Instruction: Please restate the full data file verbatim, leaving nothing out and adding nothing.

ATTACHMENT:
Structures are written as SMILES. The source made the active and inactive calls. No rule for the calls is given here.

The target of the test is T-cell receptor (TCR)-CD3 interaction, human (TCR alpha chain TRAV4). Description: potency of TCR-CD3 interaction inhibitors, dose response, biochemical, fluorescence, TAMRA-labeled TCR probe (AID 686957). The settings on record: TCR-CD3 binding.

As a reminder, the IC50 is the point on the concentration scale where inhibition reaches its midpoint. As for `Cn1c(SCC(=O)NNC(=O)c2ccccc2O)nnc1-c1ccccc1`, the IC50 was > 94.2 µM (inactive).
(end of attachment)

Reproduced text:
Structures are written as SMILES. The source made the active and inactive calls. No rule for the calls is given here.

The target of the test is T-cell receptor (TCR)-CD3 interaction, human (TCR alpha chain TRAV4). Description: potency of TCR-CD3 interaction inhibitors, dose response, biochemical, fluorescence, TAMRA-labeled TCR probe (AID 686957). The settings on record: TCR-CD3 binding.

As a reminder, the IC50 is the point on the concentration scale where inhibition reaches its midpoint. As for `Cn1c(SCC(=O)NNC(=O)c2ccccc2O)nnc1-c1ccccc1`, the IC50 was > 94.2 µM (inactive).